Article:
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How are you?

| Thursday, September 7, 2017

How often do you hear the words: “How are you?” A friend who recently counted was asked this question seven times on a single walk from DeBartolo to Cavanaugh, and she responded “good” every time. I think this is problematic. You’ll want to know why.

Before I explain why, though, we have to agree on what this question means. To avoid any potential disputes, I’ll be as black and white as possible. It begins with the interrogative word “how,” then employs the verb “are” and finally wraps up with the subject “you.” Simply put, then, the purpose of “how are you?” must be to ask how you are being or doing, and without any other specifics, it seems safe to assume that the scope of the question is life-at-large. Thus, “how are you?” could be equivalently rephrased as “how is your existence is going?”

Now I’ll admit that this language makes it sound like a rather indefinite inquiry, as opposed to something more solid like “what’s the Wi-Fi password?” But isn’t that the point? People are dynamic, complex and emotional creatures who are constantly trying to stay afloat in the eddy of opportunity and challenge that is life, so an open-ended question about how that experience is going should rarely elicit an easy, simple or stagnant answer. That doesn’t mean that it’s bad to just be “good” sometimes, or wrong to say the same thing twice when people ask us how we are, but I do think it illuminates a problem with the way we’ve been using this phrase.

When used properly, “how are you?” should open a portal into ourselves, allowing the person asking to peer in and empathize with our current state of existence, and reminding people being asked to check in on their selves and introspectively assess how they’re actually doing at that time. When tossed around as a casual, common courtesy, however, it becomes no more than a percussive beat to which we march from one part of our day to the next. What’s worse, this reasonless rhythm effectively alienates us from one another and from ourselves.

For example, imagine having a horrible day and being asked “how are you?” This should be an invaluable invitation to self-reflect and process things in the company of someone who clearly cares about your well-being. But is this what it feels like when a passerby reflexively asks “how you are?” If we continue to misuse “how are you?” in this way, as an automatic filler between hollow hellos and silent goodbyes, we will only be widening the void between how we really are and how others understand we are. So how do we fix this?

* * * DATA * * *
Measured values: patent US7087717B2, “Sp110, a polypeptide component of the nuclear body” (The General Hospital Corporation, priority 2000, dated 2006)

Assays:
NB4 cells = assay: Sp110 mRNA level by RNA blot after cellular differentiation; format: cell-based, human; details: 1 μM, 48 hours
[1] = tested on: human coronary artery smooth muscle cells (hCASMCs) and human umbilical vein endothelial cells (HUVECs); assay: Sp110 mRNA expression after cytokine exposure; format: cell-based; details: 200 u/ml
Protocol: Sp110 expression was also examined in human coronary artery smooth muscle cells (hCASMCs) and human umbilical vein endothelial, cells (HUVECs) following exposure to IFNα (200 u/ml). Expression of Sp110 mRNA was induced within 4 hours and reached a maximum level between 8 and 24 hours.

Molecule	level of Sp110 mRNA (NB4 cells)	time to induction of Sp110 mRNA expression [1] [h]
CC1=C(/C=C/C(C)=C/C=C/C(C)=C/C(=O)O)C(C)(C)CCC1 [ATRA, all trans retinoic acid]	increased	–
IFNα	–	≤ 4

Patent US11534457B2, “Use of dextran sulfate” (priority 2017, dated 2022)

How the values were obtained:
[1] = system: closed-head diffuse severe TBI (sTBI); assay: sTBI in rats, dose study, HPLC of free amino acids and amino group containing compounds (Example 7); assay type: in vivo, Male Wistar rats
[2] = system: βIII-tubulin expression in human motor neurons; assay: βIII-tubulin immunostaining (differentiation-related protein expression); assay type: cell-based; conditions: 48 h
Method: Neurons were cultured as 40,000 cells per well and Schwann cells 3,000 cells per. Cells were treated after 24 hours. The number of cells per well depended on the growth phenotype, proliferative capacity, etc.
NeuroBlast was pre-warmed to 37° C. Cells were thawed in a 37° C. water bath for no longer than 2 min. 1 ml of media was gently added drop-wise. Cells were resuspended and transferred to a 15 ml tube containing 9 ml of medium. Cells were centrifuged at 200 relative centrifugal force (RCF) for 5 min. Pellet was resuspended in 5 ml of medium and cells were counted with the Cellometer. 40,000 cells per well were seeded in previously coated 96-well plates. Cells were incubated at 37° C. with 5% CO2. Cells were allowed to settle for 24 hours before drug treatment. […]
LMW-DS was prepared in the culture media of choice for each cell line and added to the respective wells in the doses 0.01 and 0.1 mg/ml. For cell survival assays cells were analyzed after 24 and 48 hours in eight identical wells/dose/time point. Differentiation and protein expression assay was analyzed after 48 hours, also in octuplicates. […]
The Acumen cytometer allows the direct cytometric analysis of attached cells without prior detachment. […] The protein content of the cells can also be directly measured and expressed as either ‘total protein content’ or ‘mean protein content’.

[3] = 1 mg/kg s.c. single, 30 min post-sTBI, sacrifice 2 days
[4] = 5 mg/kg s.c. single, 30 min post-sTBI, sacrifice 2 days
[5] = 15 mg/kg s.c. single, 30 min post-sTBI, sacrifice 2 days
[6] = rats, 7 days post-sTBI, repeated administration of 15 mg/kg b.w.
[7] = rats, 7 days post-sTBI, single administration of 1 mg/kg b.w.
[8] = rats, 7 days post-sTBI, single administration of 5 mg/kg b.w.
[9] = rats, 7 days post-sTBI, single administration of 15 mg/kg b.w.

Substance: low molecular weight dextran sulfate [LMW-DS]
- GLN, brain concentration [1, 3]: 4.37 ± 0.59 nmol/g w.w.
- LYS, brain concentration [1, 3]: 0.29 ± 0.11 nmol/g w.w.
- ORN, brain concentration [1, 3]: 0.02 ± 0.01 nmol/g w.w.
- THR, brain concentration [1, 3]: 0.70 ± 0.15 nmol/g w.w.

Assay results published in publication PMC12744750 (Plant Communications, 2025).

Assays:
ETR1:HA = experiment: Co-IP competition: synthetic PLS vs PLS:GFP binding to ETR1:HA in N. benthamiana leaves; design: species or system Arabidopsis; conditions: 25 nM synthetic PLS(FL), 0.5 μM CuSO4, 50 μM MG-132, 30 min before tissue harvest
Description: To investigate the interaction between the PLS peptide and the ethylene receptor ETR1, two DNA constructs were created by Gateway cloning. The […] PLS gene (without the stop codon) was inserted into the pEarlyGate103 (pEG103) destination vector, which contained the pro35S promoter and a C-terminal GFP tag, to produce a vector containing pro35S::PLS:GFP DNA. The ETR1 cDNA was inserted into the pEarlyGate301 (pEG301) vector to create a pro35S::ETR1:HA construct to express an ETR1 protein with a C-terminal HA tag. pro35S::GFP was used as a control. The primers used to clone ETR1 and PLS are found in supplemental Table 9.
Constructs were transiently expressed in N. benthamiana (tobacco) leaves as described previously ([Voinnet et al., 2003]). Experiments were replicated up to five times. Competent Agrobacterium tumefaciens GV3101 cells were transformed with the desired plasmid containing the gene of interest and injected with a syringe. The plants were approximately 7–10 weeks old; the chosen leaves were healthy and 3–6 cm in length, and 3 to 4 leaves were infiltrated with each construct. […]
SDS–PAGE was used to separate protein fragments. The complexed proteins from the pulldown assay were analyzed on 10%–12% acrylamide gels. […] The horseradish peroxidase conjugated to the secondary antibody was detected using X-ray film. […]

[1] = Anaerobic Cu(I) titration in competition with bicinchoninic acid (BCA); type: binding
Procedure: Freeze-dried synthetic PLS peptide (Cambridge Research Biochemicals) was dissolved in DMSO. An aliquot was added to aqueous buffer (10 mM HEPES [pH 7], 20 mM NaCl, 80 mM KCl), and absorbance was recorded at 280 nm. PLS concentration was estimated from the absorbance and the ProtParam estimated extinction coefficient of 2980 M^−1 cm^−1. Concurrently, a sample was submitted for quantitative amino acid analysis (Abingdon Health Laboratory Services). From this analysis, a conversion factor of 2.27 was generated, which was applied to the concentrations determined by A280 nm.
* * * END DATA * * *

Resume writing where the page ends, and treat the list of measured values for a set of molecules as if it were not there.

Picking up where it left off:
To begin, I believe that we should treat each social interaction as a unique event. Rather than running on autopilot when we encounter someone else, we should legitimately ask ourselves whether or not we genuinely care about how that person is doing, and if we have time to hear it. If either answer is no, but we still want to say something, we should ask them a shorter question instead, like “what planet would you spend a week on?” or “what color is love to you?” or “what would a painting of your conscious mind look like?” And if that’s too much because we’re only passing by each other, we should avoid questions all together and simply wish one other a happy day instead.

Secondly, we should start using “how are you?” the way it’s supposed to be used. We should take two minutes out of our day to stop someone we care about and say, “No, really, how are you?” Then, we should genuinely listen when they respond and through the process, begin to better understand the true emotional climate around campus.

Finally, when people ask us how we are, we should be honest with them. We should pause upon hearing the question, look inward, actually figure out how we are at that particular moment in time, and then do our best to translate whatever we find into words that can convey that discovery to them. This will probably catch people off guard at first, and it might even make them uncomfortable, but that’s a good thing. It’s impossible to get better without enduring some level of discomfort, and we need to get better. We need to create more space for people to honestly express and understand themselves, and we can start to do that by changing the way we say “how are you?”

So, really, how are you?

The views expressed in this column are those of the author and not necessarily those of The Observer.

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